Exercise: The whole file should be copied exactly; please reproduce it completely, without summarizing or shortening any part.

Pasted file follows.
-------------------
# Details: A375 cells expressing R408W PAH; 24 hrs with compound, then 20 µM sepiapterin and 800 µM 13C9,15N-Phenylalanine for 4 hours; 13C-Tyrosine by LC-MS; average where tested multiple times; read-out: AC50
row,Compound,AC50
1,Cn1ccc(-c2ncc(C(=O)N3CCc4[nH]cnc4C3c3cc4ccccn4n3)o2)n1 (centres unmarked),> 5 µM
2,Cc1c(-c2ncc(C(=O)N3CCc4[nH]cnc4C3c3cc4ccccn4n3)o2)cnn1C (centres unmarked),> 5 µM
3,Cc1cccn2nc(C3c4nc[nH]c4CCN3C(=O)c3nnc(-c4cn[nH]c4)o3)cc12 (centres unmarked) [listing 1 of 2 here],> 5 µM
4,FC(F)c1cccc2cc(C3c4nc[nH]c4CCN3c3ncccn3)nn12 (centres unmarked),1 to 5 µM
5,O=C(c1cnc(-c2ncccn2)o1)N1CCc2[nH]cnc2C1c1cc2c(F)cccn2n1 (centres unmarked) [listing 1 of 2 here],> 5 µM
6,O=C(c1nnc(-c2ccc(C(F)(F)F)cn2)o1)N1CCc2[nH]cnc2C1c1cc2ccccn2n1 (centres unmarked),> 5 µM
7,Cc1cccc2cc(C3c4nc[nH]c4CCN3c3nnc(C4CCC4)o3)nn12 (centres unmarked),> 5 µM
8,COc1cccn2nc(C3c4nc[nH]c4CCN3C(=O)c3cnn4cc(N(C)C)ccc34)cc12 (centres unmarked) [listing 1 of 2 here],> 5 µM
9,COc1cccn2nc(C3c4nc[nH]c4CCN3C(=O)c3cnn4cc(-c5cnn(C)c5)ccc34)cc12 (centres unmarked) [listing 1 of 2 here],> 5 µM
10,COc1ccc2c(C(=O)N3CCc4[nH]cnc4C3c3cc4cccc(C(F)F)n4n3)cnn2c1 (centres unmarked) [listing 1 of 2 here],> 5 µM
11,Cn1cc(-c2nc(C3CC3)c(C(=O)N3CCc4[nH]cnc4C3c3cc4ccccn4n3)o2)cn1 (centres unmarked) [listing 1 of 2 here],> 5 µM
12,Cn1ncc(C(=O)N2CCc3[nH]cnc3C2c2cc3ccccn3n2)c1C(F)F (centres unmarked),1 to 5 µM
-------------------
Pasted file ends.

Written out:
# Details: A375 cells expressing R408W PAH; 24 hrs with compound, then 20 µM sepiapterin and 800 µM 13C9,15N-Phenylalanine for 4 hours; 13C-Tyrosine by LC-MS; average where tested multiple times; read-out: AC50
row,Compound,AC50
1,Cn1ccc(-c2ncc(C(=O)N3CCc4[nH]cnc4C3c3cc4ccccn4n3)o2)n1 (centres unmarked),> 5 µM
2,Cc1c(-c2ncc(C(=O)N3CCc4[nH]cnc4C3c3cc4ccccn4n3)o2)cnn1C (centres unmarked),> 5 µM
3,Cc1cccn2nc(C3c4nc[nH]c4CCN3C(=O)c3nnc(-c4cn[nH]c4)o3)cc12 (centres unmarked) [listing 1 of 2 here],> 5 µM
4,FC(F)c1cccc2cc(C3c4nc[nH]c4CCN3c3ncccn3)nn12 (centres unmarked),1 to 5 µM
5,O=C(c1cnc(-c2ncccn2)o1)N1CCc2[nH]cnc2C1c1cc2c(F)cccn2n1 (centres unmarked) [listing 1 of 2 here],> 5 µM
6,O=C(c1nnc(-c2ccc(C(F)(F)F)cn2)o1)N1CCc2[nH]cnc2C1c1cc2ccccn2n1 (centres unmarked),> 5 µM
7,Cc1cccc2cc(C3c4nc[nH]c4CCN3c3nnc(C4CCC4)o3)nn12 (centres unmarked),> 5 µM
8,COc1cccn2nc(C3c4nc[nH]c4CCN3C(=O)c3cnn4cc(N(C)C)ccc34)cc12 (centres unmarked) [listing 1 of 2 here],> 5 µM
9,COc1cccn2nc(C3c4nc[nH]c4CCN3C(=O)c3cnn4cc(-c5cnn(C)c5)ccc34)cc12 (centres unmarked) [listing 1 of 2 here],> 5 µM
10,COc1ccc2c(C(=O)N3CCc4[nH]cnc4C3c3cc4cccc(C(F)F)n4n3)cnn2c1 (centres unmarked) [listing 1 of 2 here],> 5 µM
11,Cn1cc(-c2nc(C3CC3)c(C(=O)N3CCc4[nH]cnc4C3c3cc4ccccn4n3)o2)cn1 (centres unmarked) [listing 1 of 2 here],> 5 µM
12,Cn1ncc(C(=O)N2CCc3[nH]cnc3C2c2cc3ccccn3n2)c1C(F)F (centres unmarked),1 to 5 µM